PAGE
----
RSS Feed for This PostCurrent Article

Reader: Advice to the Economists Who Love VAM

View the article’s original source
Author: dianeravitch

Recently the website Five Thirty Eight published a post declaring that VAM works. Only economists who never set foot in a school since their own high school days could reach this conclusion.

This reader disagrees with the economists:

This was my comment, as a lowly parent & taxpayer, at the 538 article comment thread:

As a taxpayer and parent I’d like to know what this article has to do with economics. I can find nothing in the article, nor in the comments thread, which speaks to (much less ‘proves’) that VAM shows any results which save the taxpayer money. As a member of a community I am well aware of the time our teachers have been spending for the last two years on the voluminous paperwork required to implement VAM. Although they seem to be doing it without extra pay, this is worrisome. These people already spend too many hours on a medium-salary job, and with the extra stress, that will push more of them out of a difficult profession.

What’s worse at least in my area (NJ), VAM seems to be a 2-pronged affair:

there’s the SLO/ Danielson or Marzano business that has them adding short autumn and EOY assessments in every subject to measure progress — which sounds like debunked & easily-gamed MBO junk I had to do in the ’80’s private sector–

and then we have the students’ PARCC scores which will soon become a weighted part of the teachers’ annual evaluation.

The SLO business adds a couple of hrs’ testing in every subject (so 10 hrs of class time per year)– minimal yet to my mind from experience a waste of time.

The latter– PARCC CCSS-aligned tests, taken on computer, disrupted the schedule horribly this year. Just to administer them required weeks during March & May to shuffle students by group in & out of gym/ library/ computer lab, where available laptops were corralled. That meant those areas were lost to normal physed, library research projects, curriculum-associated computer-lab work, for 3 – 4 wks of the 12-wk spring semester.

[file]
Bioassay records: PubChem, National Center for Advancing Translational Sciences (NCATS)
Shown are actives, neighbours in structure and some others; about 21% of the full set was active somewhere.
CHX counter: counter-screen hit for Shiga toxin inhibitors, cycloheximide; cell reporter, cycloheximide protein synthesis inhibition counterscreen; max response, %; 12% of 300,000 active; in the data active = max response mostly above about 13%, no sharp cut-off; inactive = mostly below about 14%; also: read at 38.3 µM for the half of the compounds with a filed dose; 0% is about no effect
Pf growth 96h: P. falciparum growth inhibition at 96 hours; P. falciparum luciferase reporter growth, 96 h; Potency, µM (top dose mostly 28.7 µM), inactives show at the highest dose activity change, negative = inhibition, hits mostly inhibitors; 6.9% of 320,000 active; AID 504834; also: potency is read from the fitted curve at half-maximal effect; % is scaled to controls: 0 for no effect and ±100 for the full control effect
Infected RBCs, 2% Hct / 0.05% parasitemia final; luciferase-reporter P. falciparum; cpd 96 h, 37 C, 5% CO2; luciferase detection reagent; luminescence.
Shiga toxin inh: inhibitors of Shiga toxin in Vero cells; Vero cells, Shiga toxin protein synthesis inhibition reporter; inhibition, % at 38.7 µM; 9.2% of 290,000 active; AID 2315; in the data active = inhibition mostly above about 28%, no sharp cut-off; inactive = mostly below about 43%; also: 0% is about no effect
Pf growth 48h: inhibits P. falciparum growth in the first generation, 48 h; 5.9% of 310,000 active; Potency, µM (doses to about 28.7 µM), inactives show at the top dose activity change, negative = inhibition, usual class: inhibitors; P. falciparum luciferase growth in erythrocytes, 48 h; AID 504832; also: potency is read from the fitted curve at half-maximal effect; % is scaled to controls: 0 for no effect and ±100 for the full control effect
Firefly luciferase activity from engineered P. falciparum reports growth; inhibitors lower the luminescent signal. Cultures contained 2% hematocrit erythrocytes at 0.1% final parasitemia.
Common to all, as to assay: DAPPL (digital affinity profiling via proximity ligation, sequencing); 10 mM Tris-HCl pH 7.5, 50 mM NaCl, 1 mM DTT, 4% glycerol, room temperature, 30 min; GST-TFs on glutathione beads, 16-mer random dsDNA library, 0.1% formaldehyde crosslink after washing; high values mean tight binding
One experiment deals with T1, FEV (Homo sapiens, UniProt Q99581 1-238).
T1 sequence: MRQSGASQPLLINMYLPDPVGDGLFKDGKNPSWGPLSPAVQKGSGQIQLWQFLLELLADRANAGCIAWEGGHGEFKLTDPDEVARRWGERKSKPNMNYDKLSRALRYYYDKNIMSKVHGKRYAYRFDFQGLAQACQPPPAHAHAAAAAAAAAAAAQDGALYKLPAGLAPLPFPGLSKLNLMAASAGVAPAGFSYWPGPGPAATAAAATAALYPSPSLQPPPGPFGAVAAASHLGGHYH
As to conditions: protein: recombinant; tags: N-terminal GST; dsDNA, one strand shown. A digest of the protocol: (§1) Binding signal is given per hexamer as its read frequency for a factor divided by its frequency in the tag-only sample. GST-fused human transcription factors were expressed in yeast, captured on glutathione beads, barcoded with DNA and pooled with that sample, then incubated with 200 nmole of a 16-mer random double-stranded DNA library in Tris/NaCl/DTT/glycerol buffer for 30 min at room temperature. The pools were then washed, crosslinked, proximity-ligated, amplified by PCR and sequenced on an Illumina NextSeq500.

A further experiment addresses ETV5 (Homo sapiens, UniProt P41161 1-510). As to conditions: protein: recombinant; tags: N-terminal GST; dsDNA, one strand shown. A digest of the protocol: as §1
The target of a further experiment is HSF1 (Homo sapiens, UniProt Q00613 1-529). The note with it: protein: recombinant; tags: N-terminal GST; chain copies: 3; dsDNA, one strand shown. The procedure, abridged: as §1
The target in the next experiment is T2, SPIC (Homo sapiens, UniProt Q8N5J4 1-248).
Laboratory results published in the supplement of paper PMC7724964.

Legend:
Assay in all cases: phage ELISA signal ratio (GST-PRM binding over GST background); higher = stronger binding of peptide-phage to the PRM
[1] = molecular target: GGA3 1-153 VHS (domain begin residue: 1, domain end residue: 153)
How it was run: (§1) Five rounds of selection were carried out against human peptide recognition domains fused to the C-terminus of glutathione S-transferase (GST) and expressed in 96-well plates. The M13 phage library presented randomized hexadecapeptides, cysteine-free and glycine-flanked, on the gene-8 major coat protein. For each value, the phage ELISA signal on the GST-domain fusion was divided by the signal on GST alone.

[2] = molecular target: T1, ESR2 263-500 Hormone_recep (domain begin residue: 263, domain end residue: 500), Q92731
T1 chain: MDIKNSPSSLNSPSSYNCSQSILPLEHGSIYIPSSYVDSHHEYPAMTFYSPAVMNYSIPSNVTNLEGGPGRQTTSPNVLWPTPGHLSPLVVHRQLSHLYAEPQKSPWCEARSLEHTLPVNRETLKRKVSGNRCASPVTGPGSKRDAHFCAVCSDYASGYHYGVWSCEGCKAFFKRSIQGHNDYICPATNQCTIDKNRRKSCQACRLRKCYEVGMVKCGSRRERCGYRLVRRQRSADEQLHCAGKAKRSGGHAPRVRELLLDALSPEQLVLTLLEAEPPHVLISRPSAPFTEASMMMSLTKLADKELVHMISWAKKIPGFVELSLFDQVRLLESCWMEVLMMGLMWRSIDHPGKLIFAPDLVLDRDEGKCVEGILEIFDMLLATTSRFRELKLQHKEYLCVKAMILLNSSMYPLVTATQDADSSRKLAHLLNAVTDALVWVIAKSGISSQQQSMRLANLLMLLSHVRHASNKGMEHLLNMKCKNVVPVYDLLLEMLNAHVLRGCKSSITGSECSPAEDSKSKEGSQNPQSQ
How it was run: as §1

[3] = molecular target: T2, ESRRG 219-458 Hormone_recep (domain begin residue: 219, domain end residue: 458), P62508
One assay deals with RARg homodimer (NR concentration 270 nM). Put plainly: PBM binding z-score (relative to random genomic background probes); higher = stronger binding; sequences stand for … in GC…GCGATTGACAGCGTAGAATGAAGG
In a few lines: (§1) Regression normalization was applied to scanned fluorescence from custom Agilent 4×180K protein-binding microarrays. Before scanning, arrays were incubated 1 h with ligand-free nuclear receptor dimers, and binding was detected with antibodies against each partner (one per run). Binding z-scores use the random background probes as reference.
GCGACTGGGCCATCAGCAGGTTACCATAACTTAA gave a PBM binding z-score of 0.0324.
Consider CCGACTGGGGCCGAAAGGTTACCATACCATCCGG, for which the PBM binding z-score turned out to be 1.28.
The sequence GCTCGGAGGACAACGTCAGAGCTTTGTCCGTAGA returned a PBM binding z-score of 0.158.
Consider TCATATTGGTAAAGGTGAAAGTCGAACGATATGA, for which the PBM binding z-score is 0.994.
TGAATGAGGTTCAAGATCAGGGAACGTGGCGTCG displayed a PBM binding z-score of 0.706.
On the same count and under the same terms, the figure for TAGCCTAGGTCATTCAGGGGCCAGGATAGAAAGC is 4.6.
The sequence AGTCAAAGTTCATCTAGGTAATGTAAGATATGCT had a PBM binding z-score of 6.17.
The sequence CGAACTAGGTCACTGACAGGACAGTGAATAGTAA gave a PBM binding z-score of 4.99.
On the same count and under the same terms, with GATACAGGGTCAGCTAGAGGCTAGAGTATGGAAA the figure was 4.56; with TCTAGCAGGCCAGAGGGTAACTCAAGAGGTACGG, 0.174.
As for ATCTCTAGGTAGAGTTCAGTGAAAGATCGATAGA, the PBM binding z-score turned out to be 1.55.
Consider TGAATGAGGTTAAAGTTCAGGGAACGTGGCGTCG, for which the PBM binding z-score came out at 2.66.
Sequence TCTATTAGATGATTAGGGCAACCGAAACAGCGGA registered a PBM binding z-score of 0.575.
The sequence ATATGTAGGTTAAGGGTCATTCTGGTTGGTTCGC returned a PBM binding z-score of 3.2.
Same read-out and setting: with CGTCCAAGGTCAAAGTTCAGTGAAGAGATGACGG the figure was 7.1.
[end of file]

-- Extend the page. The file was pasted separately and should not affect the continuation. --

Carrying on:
Much class time was spent teaching primary students how to keyboard, drag-&-drop, scroll, not hit buttons that would freeze the screen. And much more class time was spent drillimg kids on the PARCC Q&A format.

Although the PARCC tests are administered solely to collect data on school & teacher performance (meaning by the way older students recognize they have no ‘skin in the game’)– because they are or soon will be hi-stakes for school & staff, much time & attention is paid.

Did I mention my district has long been one of the highest-performing in the state? Here in NJ rich districts like ours send a large chunk of our RE taxes to poor districts; we pay 96% of the school budget ourselves. And now we must sacrifice many weeks of our precious, highly-paid-for curriculum-learning time to… VAM???

OK now I’m mad. I can read right on this board that there’s absolutely no proof that any of this supposedly economically-driven activity has anything to do with lowering my property taxes. In fact, what I can glean by reading the national news, its primary effect to date has been to drive veteran teachers into early retirement, to be replaced by substitutes, TFAs, & newbies (which is what I see is happening in Newark, where much of my RE taxes go, which is why mine are cripplingly high; as far as I can determine costs are higher than ever in fact Zuckerberg’s $100million went to consultants and state administrators).

Trackback URL



Post a Comment